Wk 1-At New York: 9 Drives - 5 Run/4 Pass
Wk 2-At Seattle: 9 Drives - 3 Run/6 Pass
Wk 3-Tampa Bay: 13 Drives - 7 Run/6 Pass
Wk 4-Chicago: 11 Drives - 3 Run/8 Pass
Wk 5-At Baltimore: 10 Drives - 8 Run/2 Pass
Wk 6-At Carolina 10 Drives - 6 Run/4 Pass
Wk 7-New York: 14 Drives - 4 Run/10 Pass
Wk 8-At Atlanta: 9 Drives - 4 Run/5 Pass
Wk 9-At Philadelphia: 10 Drives - 6 Run/4 Pass
Wk 10-Cleveland: 13 Drives - 5 Run/8 Pass
Wk 11-Washington: 12 Drives - 3 Run/9 Pass
Wk 12-Philadelphia: 8 Drives - 5 Run/3 Pass
Wk 13-Cincinnati: 10 Drives - 5 Run/5 Pass
Wk 14-Pittsburgh: 12 Drives - 4 Run/8 Pass
Season: 150 Drives* 68 Run/82 Pass - 45% Run
* This statistic doesn't count the 1-play kneel down drives (there are 6 so far this year).
2011 Total: 181 Drives - 79 Run/102 Pass 44% Run
This picture below shows familiar target Lawrence Vickers trying to catch a ball with the sun in his eyes. In a stadium that is indoors, but with windows facing the west. Amazing job by the designers of the stadium to feature direct sunlight on a football field. There are no do-overs on billion dollar stadiums.
Shotgun snaps are fine on 3rd Down and in the 2 minute drill. But, we track this stat from week to week to make sure the Cowboys aren't getting too lazy in using it. They are not efficient enough to run it as their base, and with a 15%/85% run/pass split across the league, there is no way the defense respects your running game. When shotgun totals are high, the Cowboys are generally behind, scared of their offensive line, or frustrated. High Shotgun numbers are not this team's calling card for success.
Wk 1 - at NYG: 15/54 27.7%
Wk 2 - at Sea: 29/56 52%
Wk 3 - TB: 34/63 54%
Wk 4 - Chi: 50/68 74%
Wk 5 - at Balt: 19/79 24%
Wk 6 - at Car: 22/64 34%
Wk 7 - NYG: 48/83 58%
Wk 8 - at Atl: 29/54 54%
Wk 9 - at Phil: 17/54 31%
Wk 10 - Cle: 52/76 68%
Wk 11 - Wash: 62/75 83%
Wk 12 - Phil: 24/62 38%
Wk 13 - Cin: 43/70 61%
Wk 14 - Pit: 35/63 55%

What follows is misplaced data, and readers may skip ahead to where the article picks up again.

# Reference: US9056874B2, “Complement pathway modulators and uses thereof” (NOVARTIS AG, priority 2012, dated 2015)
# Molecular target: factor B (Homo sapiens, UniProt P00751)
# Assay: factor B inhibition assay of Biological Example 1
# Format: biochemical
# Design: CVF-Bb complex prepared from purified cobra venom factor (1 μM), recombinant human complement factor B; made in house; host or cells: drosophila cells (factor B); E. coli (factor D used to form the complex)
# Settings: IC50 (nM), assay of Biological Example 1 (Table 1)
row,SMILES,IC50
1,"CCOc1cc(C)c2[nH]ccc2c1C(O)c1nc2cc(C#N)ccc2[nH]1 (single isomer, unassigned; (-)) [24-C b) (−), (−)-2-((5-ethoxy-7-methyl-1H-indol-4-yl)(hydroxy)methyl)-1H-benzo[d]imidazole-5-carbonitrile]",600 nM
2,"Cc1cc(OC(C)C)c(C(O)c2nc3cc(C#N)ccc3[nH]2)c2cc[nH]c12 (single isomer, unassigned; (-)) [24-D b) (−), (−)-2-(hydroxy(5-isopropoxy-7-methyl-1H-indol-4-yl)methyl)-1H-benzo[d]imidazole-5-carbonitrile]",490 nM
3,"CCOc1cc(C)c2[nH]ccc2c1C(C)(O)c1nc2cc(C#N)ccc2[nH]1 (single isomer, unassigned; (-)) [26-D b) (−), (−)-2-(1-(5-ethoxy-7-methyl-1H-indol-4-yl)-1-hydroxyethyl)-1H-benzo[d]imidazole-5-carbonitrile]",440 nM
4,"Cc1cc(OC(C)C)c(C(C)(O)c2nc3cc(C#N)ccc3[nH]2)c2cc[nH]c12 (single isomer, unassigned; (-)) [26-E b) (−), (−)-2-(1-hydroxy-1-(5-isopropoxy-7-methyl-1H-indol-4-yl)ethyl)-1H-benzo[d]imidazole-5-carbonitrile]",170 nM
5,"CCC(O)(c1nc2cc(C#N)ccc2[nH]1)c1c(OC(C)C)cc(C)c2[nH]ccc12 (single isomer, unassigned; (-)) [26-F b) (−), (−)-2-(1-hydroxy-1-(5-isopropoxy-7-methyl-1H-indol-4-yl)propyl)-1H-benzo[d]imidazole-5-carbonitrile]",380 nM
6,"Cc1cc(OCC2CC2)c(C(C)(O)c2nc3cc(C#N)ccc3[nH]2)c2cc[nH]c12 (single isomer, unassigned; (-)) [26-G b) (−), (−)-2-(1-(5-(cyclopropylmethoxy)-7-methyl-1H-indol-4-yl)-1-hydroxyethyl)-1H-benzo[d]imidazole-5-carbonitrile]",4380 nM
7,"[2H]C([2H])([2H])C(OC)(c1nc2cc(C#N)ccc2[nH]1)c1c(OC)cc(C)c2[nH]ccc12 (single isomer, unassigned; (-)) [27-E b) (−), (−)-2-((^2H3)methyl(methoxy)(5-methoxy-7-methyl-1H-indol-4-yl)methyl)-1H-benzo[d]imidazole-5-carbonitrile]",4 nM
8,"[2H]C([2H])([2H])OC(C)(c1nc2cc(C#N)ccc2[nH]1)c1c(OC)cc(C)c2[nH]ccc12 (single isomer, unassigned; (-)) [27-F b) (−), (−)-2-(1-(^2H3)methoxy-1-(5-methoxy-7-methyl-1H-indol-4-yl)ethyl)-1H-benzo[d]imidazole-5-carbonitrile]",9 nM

2012 Season Total: 489/921 53%
2011 Total - 445/1012 43.9%
Here is the breakdown by groupings:
Before you study the data below, I would recommend that if the numbers for the groupings are unfamiliar, that you spend some time reading a more expanded definition of the Personnel Groupings here.
Totals by Personnel Groups:
Last week, the Cowboys tried 27 different plays from "under center" formations. And those 27 plays yielded a pathetic 62 yards. This leads many of us to the conclusion that shotgun is there only hope. But, look at how great it worked this week from under center - 28 plays for 169 yards.
They did not abandon their balanced looks and they found many more yards on the same number of snaps. They should be congratulated for figuring that out.
Totals by Personnel Groups on 3rd/4th Down:
Romo had a very efficient day under duress at times, but the Cowboys refused to scrap their offensive game-plan. They worked down the field with a number of formations and produced one of their finest offensive performances. Just a week after a very poor day in Cincinnati that they figured out how to win in the end, we shouldn't assume that they have turned a corner.
However, with more weapons and a player like Dez Bryant who is still coming up with Touchdowns, there is reason to believe that if they need 28-35 points to deal with New Orleans this week, they just might be able to find them.
Maybe, just in the nick of time, this offense is starting to gain some traction.